How Scott Adams went nuts (and I'm sorry and it wasn't my fault and I won't let it happen again)

False modesty aside, there are things I know I'm good at - cooking, writing essays, figuring out maps and timetables. Then there are things I am not so good at - driving, wrapping presents, following along in exercise classes (basically anything that requires a sense of spatial awareness). And I am not - to disastrous effect - a good judge of character.

It might be from lack of ability to interpret facial and vocal cues, or an inability to read people combined with a naive tendency to take people at their word. How bad is it? Well, when Bill Clinton said, way back in 1998, "now you listen to me, I did not have sexual relations with that woman", I believed him. I know better now than to trust any politician lying about sex, but I've still been taken in and trusted people who turned out to be not what they seemed - or worse, exactly what they seemed, but I ignored the warning signs and thought the shitty things they did to other people, they wouldn't do to me, until they did.

And then there's Dilbert creator, writer self proclaimed genius and latter day Trump supporting constant commentator Scott Adams. Adams, who has in recent months declared that the nomination of a woman for president represents for men "a celebration that your role in society is permanently diminished"; that if there are no terrorist attacks before election day, it's because ISIS prefers Clinton; that the firebombing of an African American Church was a false flag operation;  that the polls were fraudulent in showing Clinton ahead, but had to pivot to reality to preserve credibility; that Hilary Clinton is a drunk; and - of course - that if Clinton wins, it's because Russia. He's also deflected all criticism of himself by stating that if anyone disagrees with him, it's cause their puny little minds are too feeble to understand.

And I cannot help but feel like I'm in some way responsible for all this. You see, I used to be a Scott Adams fan. And I don't just mean I'd have a laugh when I saw Dilbert in the newspaper (or in later years, looked it up from time to time online). I mean I've read every last one of his books, bought more than a few of them, and greatly admired many of his ideas, even if a few - an actual proposal for a donut shaped universe, although my memory on this is a little hazy - I didn't quite understand. And Dilbert! I loved Dilbert, both the comic and the character. I'm a survivor of a decade in the cube trenches, and Dilbert provided solace, comic relief and (in Wally's blase attitude) inspiration.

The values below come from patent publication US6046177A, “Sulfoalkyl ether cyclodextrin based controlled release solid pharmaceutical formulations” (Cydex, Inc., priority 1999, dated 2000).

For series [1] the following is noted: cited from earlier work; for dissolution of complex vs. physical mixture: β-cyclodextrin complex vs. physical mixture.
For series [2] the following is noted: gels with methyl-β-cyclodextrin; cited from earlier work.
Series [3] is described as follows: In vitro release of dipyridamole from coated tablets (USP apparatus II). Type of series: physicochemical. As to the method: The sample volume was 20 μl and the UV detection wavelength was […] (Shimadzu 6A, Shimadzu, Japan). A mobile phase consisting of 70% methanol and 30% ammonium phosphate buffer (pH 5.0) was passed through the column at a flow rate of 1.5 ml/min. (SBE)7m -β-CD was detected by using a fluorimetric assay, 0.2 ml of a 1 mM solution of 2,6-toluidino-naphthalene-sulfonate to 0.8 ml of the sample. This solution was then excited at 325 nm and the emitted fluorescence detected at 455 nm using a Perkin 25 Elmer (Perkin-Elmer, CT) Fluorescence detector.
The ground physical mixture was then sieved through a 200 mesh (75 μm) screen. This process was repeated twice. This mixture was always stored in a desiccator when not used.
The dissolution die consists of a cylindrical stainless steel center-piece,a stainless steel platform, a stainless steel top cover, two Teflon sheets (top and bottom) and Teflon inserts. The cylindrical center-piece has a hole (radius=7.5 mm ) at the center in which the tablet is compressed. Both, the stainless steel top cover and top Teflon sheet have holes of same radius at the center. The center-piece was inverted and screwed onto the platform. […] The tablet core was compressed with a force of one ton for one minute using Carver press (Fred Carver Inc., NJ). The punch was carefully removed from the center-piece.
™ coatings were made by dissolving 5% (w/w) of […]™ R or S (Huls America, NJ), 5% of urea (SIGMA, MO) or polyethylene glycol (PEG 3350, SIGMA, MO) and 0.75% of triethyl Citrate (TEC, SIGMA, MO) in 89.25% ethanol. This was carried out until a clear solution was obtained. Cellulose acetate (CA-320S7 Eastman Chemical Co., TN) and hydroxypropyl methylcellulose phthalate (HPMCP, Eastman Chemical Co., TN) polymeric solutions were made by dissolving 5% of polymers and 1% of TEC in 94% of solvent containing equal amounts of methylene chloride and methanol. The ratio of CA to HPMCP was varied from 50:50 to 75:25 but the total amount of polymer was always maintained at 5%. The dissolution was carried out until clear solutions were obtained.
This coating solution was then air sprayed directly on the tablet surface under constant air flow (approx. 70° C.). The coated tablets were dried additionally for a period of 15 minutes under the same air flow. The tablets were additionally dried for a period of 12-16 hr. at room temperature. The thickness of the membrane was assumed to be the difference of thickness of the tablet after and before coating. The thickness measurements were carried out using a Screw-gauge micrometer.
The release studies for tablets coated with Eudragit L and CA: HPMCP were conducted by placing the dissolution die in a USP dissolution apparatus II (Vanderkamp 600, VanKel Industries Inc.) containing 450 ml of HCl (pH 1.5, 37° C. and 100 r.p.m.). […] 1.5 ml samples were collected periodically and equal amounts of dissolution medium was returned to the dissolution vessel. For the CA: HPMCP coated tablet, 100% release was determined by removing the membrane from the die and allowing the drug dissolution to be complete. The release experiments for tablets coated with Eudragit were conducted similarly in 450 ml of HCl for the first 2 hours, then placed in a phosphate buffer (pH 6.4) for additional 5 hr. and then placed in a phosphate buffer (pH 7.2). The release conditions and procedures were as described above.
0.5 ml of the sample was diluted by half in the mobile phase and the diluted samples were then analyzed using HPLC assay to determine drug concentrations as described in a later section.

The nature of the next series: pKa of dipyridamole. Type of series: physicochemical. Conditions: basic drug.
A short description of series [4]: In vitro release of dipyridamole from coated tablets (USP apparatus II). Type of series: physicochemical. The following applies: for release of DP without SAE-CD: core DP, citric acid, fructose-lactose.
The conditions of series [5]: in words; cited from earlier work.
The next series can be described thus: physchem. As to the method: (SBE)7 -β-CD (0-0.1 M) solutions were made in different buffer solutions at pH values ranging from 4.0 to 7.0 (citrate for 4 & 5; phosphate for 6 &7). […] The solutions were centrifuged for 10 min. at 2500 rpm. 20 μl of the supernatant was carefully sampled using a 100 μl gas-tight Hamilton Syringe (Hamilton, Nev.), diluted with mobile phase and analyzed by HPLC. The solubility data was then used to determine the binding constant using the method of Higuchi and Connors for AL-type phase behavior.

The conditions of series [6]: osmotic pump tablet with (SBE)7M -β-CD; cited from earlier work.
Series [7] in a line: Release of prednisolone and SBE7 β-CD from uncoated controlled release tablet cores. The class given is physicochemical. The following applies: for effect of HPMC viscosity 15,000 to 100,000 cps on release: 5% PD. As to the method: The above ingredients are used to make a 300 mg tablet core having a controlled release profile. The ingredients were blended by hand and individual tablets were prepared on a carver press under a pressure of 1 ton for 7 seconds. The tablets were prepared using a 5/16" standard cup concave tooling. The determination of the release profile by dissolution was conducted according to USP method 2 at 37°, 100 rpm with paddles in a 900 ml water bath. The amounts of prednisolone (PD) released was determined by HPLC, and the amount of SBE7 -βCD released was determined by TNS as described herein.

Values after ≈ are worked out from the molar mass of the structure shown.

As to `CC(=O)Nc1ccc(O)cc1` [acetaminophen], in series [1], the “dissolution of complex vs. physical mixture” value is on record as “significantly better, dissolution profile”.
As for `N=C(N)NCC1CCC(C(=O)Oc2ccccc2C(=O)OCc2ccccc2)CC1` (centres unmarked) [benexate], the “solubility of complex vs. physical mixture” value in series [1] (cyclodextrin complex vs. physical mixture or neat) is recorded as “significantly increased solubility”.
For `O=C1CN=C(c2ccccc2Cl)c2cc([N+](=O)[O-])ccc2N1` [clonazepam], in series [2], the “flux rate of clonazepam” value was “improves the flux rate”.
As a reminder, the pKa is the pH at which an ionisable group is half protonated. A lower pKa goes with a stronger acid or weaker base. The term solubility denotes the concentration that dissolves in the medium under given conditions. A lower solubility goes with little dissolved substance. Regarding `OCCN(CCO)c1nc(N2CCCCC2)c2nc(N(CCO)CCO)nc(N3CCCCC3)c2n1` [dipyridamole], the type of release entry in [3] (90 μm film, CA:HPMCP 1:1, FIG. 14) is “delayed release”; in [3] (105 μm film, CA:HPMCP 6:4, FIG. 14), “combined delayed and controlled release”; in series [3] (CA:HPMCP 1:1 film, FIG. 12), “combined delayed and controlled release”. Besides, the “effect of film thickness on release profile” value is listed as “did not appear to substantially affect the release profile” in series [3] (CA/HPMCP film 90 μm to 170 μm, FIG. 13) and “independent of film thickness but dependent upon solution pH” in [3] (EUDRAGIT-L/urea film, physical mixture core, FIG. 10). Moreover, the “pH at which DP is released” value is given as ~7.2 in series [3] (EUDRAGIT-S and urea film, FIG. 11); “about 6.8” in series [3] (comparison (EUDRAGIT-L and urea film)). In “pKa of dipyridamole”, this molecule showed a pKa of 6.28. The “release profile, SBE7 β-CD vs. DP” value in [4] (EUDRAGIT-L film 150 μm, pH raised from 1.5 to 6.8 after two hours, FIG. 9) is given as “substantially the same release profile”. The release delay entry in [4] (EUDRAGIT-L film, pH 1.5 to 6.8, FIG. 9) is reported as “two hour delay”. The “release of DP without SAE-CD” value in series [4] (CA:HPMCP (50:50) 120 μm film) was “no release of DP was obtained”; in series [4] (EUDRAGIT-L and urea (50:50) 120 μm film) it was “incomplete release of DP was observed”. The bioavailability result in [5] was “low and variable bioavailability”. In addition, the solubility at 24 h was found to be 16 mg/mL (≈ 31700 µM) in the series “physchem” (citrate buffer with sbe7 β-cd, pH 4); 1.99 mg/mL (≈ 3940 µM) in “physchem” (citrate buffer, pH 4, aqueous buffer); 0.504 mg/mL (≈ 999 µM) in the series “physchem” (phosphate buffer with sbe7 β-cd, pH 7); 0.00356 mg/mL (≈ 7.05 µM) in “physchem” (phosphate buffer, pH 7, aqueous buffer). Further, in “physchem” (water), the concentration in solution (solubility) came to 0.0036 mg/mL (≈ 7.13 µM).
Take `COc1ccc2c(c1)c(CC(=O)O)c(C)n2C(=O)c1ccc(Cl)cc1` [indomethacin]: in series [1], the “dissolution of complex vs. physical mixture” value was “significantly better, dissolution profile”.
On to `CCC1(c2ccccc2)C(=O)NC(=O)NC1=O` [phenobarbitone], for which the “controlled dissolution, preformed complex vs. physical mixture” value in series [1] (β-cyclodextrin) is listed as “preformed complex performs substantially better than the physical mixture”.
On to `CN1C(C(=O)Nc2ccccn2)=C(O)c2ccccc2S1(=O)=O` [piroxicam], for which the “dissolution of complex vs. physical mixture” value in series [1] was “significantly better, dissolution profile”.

Some of my well-read collection

I'm sure Mr Adams has made more money from the worldwide syndication for Dilbert than he has from his books. But by buying the books, I and many others have enabled him not to stick to drawing comics, monkey brain, but to expound on his esoteric brand of libertarianism. And somewhere along the line, the line became an edge he tumbled off. What I'm left wondering is how I missed the signs. Were they there all along, and I missed them due to my problems assessing people, or is he in some downward spiral of recent years? It was delightful when back in 1997, Mr Adams posed as a management consultant to see just how meaningless a nonsense company mission statement he could get an executive committee to agree to. But it's a long, long way from such satire to creating sockpuppet internet accounts to anonymously tell forums what a genius you are - let alone to thinking reality warps back and forth, controlled by a drunk, ill, incompetent, genius mastermind Hilary Clinton.

I'm not altogether sure how much impact Mr Adams has had upon the election; whether or not he is a prominent voice or a sideshow to the alt-right media, and god knows I am not going for a dip in that chilly, fetid swamp. Either way though, I'm a little bit sad. I'll never be able to take seriously anything Mr Adams says again. I still want to buy Dilbert 2.0, but I don't feel good about it.